last time we were there (prior to last spring) we were the opening band (along with classic rockers Styx and Foreigner) and only had about 45 minutes to go on, which was barely enough time to break a sweat. We were done by 8:30 and ready to go to the bar and have a drink.

ACW: Kansas released its first studio record in 16 years about three years ago. Anything like that in the works for you guys in the near future?

BG: There absolutely is. I’m staring at my computer screen right now and there’s a brand-new song we’re working on, and after this weekend we’re going into the studio to work on final arrangements on several other songs for a new album. I don’t have a timetable yet, but we’re shooting for some time for maybe early next year.

ACW: As well as vocalist and bassist, you also write songs, so will you be contributing to the material on the new album in that regard?

BG: Well, I’m trying my best to. One of the guys in the band who co-produced the latest album, and our newest guitar player, Zak Rizvi, we found out was an excellent songwriter. He’s written the lion’s share of the music that’s going to be on the newest album. But Zak’s not much of a lyrics writer, so that’s where I’m trying to throw in my two-cents worth.

Zak is a Jersey boy, by the way. We have a couple of Jersey boys in the band now, in fact. Our new keyboard player, Tom Brislin, is from New Jersey also, so New Jersey is taking over Kansas.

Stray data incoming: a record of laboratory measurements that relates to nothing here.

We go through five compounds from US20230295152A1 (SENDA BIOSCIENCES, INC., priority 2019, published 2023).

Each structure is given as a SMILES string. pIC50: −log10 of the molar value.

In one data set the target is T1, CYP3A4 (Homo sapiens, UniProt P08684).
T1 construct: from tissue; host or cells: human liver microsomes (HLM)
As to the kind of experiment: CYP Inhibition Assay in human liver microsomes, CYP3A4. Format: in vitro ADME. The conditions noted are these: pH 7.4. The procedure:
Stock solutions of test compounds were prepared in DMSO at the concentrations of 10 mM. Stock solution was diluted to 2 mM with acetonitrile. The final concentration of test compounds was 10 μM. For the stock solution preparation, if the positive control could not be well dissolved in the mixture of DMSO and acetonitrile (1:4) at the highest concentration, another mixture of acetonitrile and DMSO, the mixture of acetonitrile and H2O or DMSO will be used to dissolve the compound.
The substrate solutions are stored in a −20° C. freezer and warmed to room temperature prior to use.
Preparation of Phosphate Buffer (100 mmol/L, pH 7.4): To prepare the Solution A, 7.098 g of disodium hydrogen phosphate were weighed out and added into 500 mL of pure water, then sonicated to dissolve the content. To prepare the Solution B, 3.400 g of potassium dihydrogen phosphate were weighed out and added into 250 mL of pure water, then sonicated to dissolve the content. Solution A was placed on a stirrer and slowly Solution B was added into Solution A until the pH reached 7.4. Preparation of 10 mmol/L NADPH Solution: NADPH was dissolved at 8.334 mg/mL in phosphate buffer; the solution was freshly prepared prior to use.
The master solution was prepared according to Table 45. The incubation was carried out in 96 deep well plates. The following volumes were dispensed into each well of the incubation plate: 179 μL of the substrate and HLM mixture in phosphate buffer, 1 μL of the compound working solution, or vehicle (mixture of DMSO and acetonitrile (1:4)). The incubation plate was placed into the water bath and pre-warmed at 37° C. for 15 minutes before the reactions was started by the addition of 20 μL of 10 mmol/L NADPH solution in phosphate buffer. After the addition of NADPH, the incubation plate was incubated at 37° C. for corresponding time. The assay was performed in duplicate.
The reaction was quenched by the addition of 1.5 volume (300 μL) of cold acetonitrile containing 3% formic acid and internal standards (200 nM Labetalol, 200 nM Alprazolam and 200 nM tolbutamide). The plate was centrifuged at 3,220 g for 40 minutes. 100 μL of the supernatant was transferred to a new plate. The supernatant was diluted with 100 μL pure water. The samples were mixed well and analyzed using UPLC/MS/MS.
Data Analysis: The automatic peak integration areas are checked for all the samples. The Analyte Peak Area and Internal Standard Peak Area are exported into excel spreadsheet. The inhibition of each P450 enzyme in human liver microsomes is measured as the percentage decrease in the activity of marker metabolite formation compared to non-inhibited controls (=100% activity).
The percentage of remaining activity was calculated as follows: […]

ACW: I know the band Kansas formed in Topeka, Kansas, but I read that you’re home base eventually became Atlanta. How did that come about?

BG: Let me tell you that story. Kansas got its first record deal and went on tour, and they were opening up for established acts like Queen and Mott the Hoople and all these other big bands. Well, they ended up the tour at this club in Atlanta called Alex Cooley’s Electric Ballroom.

The place was about the most happening club in the entire south, and Atlanta was — and still is — one of the most happening cities in the entire south. Music-wise all the top names played and hung out at the Electric Ballroom. There were lots of beautiful women who outnumbered the men, there were friendly people everywhere, great weather, a major airport to fly out of.

So, according to what I’ve been told by original members of the band, they asked themselves ‘Why are we going back to Topeka, Kansas? There’s snow up to your knees in the winter and 45 mile-per-hour winds most of the year.’ So they migrated down to Atlanta, and that’s been their home for over 40 years now.

ACW: What are your crowds like now during shows?

BG: Our original fans began having children who are now grown up, and the fans that stuck with us all these years raised their children listening to our music, so we’re seeing them in concert now.

Plus, “Carry On Wayward Son” is the unofficial theme song for the TV show “Supernatural,” so we got a bunch of people from that show who are fans of the band. And from the internet to social media to all different sources, we now have a very mixed crowd of older and younger people.

There are two or three generations coming to our shows. I feel blessed to have that.